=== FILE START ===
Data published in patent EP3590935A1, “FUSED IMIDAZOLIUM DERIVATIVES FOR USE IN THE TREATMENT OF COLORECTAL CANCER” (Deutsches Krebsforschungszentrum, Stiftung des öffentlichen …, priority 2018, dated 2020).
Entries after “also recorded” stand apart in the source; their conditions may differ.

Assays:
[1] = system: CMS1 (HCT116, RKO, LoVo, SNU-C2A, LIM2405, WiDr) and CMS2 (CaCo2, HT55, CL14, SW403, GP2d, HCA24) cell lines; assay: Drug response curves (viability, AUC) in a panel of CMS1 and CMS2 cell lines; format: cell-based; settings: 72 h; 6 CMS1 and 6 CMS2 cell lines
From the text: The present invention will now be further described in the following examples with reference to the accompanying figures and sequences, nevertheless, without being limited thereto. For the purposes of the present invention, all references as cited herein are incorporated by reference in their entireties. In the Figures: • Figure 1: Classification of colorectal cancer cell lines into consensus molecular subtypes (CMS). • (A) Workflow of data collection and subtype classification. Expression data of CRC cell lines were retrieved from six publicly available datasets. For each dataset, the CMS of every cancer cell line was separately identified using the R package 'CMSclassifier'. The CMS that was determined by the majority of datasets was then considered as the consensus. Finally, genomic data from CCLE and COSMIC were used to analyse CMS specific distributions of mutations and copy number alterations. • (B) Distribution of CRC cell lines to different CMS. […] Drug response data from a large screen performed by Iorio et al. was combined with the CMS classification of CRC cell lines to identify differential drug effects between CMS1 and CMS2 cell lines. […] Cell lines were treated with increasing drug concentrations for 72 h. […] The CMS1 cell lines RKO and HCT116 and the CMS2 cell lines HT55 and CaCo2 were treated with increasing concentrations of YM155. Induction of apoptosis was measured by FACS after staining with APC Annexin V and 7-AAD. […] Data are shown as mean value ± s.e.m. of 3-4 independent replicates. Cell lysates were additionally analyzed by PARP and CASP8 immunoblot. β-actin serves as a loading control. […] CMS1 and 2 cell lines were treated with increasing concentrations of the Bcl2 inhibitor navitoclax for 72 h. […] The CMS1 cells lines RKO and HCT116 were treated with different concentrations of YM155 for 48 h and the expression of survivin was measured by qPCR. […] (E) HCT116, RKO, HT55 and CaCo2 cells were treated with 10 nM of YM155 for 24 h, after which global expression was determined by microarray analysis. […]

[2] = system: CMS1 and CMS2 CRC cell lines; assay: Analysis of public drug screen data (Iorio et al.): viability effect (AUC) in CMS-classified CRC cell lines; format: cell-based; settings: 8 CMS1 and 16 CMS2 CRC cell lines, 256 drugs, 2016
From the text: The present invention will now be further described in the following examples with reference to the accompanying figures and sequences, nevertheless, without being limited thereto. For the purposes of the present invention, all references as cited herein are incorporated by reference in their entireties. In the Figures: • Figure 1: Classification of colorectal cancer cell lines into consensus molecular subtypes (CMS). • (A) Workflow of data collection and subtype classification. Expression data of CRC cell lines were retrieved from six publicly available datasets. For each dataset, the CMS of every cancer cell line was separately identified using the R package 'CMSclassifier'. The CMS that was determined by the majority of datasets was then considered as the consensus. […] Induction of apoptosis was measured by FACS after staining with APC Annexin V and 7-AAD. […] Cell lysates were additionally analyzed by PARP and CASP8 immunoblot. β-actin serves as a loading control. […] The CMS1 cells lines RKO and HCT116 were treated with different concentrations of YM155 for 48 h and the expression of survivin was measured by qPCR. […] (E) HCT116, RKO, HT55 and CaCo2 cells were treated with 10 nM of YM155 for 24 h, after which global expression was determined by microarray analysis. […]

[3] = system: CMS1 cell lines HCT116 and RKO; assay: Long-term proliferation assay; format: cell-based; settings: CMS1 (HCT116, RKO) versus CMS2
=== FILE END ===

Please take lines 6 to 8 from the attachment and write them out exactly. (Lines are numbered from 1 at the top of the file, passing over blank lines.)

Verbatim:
[2] = system: CMS1 and CMS2 CRC cell lines; assay: Analysis of public drug screen data (Iorio et al.): viability effect (AUC) in CMS-classified CRC cell lines; format: cell-based; settings: 8 CMS1 and 16 CMS2 CRC cell lines, 256 drugs, 2016
From the text: The present invention will now be further described in the following examples with reference to the accompanying figures and sequences, nevertheless, without being limited thereto. For the purposes of the present invention, all references as cited herein are incorporated by reference in their entireties. In the Figures: • Figure 1: Classification of colorectal cancer cell lines into consensus molecular subtypes (CMS). • (A) Workflow of data collection and subtype classification. Expression data of CRC cell lines were retrieved from six publicly available datasets. For each dataset, the CMS of every cancer cell line was separately identified using the R package 'CMSclassifier'. The CMS that was determined by the majority of datasets was then considered as the consensus. […] Induction of apoptosis was measured by FACS after staining with APC Annexin V and 7-AAD. […] Cell lysates were additionally analyzed by PARP and CASP8 immunoblot. β-actin serves as a loading control. […] The CMS1 cells lines RKO and HCT116 were treated with different concentrations of YM155 for 48 h and the expression of survivin was measured by qPCR. […] (E) HCT116, RKO, HT55 and CaCo2 cells were treated with 10 nM of YM155 for 24 h, after which global expression was determined by microarray analysis. […]

[3] = system: CMS1 cell lines HCT116 and RKO; assay: Long-term proliferation assay; format: cell-based; settings: CMS1 (HCT116, RKO) versus CMS2